Project Summary

Screening for Antibiotic-Resistance Genes and Class 1 Integrons in Commensal Bacteria in Agricultural and Other Environments and their Potential Transfer to Pathogenic Bacteria

Principle Investigator(s):
John N. Sofos
Center for Meat Safety & Quality Food Safety Cluster, Department of Animal Sciences, Colorado State University
Completion Date:



Antibiotic resistance in pathogenic bacteria causes difficulties in effectively treating some bacterial infections. Bacteria may acquire resistance genes through Class 1 integrons under environmental pressures. Integrons have been widely reported in clinical isolates and isolates from food animals. Recently, the presence of integrons in urban and pristine areas has drawn attention to the transfer of resistance genes between integron-associated settings. Investigating the presence of Class 1 integrons in agricultural and other environments could help us recognize resistance gene reservoirs and their movements among ecosystems in response to various pressures.  

Objectives were:        

i.          To assess the distribution of antibiotic-resistance genes and Class 1 integrons in animal fecal samples and agricultural environment samples; non-farm environment samples were tested as well, for comparison. The obtained information should provide a better understanding of the potential reservoirs for antibiotic-resistance genes present in farm and other environments.       

ii.          For commensal isolates that were Class 1 integron-positive, conjugation experiments were conducted in the samples in which the Class 1 integron-positive isolates were originally present to estimate their potential transfer to pathogenic bacteria under various conditions. 


A total of 330 samples were collected from cattle operations and non-farm environments including city locations and a national park in Colorado (Figure 1). The levels of tetracycline-resistant and ceftiofur-resistant bacteria populations were evaluated by both agar plating and real-time PCR methods. A total of 1870 antibiotic-resistant isolates were purified and subjected to polymerase chain reaction (PCR) screening of Class 1 integrons. Commensal bacteria-containing Class 1 integrons were identified by 16S rRNA gene sequencing. The resistance genes within Class 1 integrons were also determined by DNA sequencing. The bacteria-containing Class 1 integrons were tested for their resistance to clinically important antibiotics. The transferability of Class 1 integrons from commensal bacteria to pathogenic bacteria was studied by conjugation experiments.


·       Total and antibiotic-resistant bacteria counts determined by both culture plating and real-time PCR methods were not significantly different in soil, fecal and water samples from cattle operations and non-farm environments. 

 ·       Levels of ceftiofur resistance genes were much lower than tetracycline resistance genes. 

 ·       Class 1 integrons were detected in fecal and water samples from farm environments and city locations, and soil, feed (unused), compost and manure samples from the dairy farm, indicating that this mobile antibiotic-resistance-genetic element is widely distributed in both cattle operations and non-farm environments (Figure 2). Taxonomy of bacterial isolates containing Class 1 integrons from city locations was close to clinical bacteria which are the primary source of Class 1 integrons. Bacterial isolates containing Class 1 integrons from cattle operations had diverse taxonomic relationships.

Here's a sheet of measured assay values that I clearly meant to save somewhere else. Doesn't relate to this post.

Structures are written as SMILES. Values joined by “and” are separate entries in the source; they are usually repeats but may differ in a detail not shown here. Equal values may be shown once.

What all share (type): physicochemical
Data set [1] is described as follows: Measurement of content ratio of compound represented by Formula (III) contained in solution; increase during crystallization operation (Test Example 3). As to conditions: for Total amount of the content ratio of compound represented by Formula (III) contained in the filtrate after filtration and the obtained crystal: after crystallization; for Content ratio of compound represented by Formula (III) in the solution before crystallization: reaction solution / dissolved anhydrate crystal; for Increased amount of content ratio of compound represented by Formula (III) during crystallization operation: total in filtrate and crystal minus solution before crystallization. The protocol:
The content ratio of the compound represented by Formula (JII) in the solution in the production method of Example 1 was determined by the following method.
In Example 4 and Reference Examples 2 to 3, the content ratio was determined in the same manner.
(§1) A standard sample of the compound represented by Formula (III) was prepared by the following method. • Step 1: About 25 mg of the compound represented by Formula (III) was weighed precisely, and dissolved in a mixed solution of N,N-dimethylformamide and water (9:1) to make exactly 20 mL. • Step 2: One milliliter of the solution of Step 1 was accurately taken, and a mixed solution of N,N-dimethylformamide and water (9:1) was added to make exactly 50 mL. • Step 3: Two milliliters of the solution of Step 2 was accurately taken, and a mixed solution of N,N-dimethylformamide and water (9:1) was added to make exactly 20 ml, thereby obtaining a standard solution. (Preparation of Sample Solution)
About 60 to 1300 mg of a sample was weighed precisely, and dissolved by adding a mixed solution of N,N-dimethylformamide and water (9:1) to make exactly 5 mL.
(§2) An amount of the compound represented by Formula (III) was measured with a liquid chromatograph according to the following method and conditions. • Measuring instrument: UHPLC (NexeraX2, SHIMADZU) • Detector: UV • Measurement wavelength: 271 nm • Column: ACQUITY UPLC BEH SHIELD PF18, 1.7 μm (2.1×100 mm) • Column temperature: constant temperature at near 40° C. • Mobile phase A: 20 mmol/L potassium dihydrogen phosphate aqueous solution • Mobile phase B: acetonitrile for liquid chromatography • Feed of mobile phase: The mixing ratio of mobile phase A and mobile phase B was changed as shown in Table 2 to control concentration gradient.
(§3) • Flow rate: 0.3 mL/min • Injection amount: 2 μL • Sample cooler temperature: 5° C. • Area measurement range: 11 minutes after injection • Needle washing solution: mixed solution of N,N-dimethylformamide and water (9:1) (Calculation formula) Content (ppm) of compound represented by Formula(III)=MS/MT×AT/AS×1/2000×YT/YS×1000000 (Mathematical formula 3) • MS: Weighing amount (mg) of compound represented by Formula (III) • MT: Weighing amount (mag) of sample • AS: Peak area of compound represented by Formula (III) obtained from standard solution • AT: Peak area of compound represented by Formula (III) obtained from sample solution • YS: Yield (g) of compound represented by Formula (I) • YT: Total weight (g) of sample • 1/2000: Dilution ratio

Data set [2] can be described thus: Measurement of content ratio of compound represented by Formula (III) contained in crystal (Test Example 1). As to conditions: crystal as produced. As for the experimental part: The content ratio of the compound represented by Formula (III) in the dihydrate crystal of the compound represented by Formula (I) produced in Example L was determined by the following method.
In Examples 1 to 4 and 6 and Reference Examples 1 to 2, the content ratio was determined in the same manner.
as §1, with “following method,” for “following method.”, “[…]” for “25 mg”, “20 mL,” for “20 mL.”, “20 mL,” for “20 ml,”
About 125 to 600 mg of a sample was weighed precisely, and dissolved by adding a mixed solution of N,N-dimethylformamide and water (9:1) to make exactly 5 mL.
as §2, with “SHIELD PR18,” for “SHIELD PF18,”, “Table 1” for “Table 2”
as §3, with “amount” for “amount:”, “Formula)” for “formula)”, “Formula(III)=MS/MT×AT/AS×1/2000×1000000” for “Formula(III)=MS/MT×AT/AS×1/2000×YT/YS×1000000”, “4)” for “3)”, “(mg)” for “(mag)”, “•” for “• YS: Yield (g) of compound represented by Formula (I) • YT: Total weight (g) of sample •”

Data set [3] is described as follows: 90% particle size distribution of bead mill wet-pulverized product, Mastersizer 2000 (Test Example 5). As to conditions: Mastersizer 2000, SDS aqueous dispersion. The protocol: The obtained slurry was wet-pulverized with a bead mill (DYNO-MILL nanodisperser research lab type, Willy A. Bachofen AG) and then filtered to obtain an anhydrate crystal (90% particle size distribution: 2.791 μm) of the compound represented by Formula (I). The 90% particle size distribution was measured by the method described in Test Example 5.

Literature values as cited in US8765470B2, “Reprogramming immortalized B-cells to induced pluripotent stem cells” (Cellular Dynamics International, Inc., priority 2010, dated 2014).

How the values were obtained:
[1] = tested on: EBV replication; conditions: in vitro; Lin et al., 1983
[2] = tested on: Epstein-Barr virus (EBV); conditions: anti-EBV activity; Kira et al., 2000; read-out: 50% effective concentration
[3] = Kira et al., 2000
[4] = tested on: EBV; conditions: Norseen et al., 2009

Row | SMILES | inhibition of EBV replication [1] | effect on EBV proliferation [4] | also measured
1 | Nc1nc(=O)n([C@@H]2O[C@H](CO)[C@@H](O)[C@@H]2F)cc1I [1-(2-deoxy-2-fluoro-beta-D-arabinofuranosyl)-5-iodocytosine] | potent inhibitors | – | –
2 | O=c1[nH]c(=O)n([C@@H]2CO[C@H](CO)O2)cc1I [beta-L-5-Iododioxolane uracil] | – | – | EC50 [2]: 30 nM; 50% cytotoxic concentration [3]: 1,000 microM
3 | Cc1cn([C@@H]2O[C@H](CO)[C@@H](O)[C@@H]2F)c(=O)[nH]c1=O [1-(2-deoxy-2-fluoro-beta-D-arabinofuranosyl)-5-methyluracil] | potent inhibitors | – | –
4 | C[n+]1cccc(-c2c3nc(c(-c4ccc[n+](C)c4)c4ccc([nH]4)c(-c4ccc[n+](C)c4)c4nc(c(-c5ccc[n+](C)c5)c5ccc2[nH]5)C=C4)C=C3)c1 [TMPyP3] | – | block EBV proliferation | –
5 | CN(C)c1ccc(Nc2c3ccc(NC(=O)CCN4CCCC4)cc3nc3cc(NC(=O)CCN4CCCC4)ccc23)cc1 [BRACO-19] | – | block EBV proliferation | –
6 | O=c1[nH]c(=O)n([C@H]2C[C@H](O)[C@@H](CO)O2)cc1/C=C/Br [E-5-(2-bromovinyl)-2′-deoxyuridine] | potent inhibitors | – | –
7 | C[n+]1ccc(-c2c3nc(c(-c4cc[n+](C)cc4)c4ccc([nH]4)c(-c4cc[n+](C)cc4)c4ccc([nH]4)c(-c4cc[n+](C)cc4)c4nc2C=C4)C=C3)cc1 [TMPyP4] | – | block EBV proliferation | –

·       Class 1 integron-positive isolates from city locations displayed multi-resistance to 7-13 antibiotics tested, while Class 1 integron-positive isolates from cattle operations displayed diverse resistance patterns to 1-21 antibiotics tested (Table 1). 

 ·       Most Class 1 integrons had one gene cassette belonging to the aadA family which confers resistance to streptomycin and spectinomycin (Table 1).   

 ·       One dog-fecal isolate from a city dog park transferred its Class 1 integron to Escherichia coli O157:H7 (Table 1).   

 ·       At the molecular level of detection and characterization of Class 1 integrons, Class 1 integron-positive isolates from cattle operations displayed properties that belong to commensals naturally present in environments. Class 1 integron-positive isolates from city locations showed properties that are usually found in clinical isolates. They included isolates belonging to gamma-proteobacteria, of multiple resistances, and able for self-transferability of Class 1 integrons (Table 1).


This study revealed that environmental commensal bacteria may serve as reservoirs for Class 1 integrons. Beef and dairy cattle may acquire Class 1 integron-positive isolates through their contact with the environment. Therefore, it is necessary to conduct risk assessments and explore strategies in order to minimize Class 1 integrons in cattle operations and to prevent non-transferable Class 1 integrons from becoming transferable. 

The presence of Class 1 integrons in both cattle operations and non-farm environments suggests that antibiotic resistance in the environments is a complex ecological problem. Activities in cattle operations do not exert more obvious pressure than urban activities on the selection of Class 1 integrons. The antibiotic resistance phenomenon should be addressed in a way that takes into account a multitude of factors. Our findings highlight the need of comprehensive studies in various environments to determine the type and level of selection pressure and its effect on the development, persistence and transmission of antibiotic resistance.


Figure 1. Sample collection sites of cattle operations and non-farm environments in Colorado


Figure 2. Class 1 integrons detected by PCR